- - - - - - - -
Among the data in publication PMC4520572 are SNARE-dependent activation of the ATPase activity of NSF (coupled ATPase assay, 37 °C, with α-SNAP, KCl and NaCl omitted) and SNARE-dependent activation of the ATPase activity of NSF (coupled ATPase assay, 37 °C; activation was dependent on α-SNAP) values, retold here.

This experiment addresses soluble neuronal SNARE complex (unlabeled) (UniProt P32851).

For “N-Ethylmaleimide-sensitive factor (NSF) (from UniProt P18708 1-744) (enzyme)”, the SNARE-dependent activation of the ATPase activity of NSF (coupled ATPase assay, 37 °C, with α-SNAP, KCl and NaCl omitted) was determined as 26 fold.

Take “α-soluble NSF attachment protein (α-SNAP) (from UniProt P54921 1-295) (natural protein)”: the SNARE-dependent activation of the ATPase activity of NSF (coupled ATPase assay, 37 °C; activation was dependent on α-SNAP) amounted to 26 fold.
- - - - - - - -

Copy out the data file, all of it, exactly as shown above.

Among the data in publication PMC4520572 are SNARE-dependent activation of the ATPase activity of NSF (coupled ATPase assay, 37 °C, with α-SNAP, KCl and NaCl omitted) and SNARE-dependent activation of the ATPase activity of NSF (coupled ATPase assay, 37 °C; activation was dependent on α-SNAP) values, retold here.

This experiment addresses soluble neuronal SNARE complex (unlabeled) (UniProt P32851).

For “N-Ethylmaleimide-sensitive factor (NSF) (from UniProt P18708 1-744) (enzyme)”, the SNARE-dependent activation of the ATPase activity of NSF (coupled ATPase assay, 37 °C, with α-SNAP, KCl and NaCl omitted) was determined as 26 fold.

Take “α-soluble NSF attachment protein (α-SNAP) (from UniProt P54921 1-295) (natural protein)”: the SNARE-dependent activation of the ATPase activity of NSF (coupled ATPase assay, 37 °C; activation was dependent on α-SNAP) amounted to 26 fold.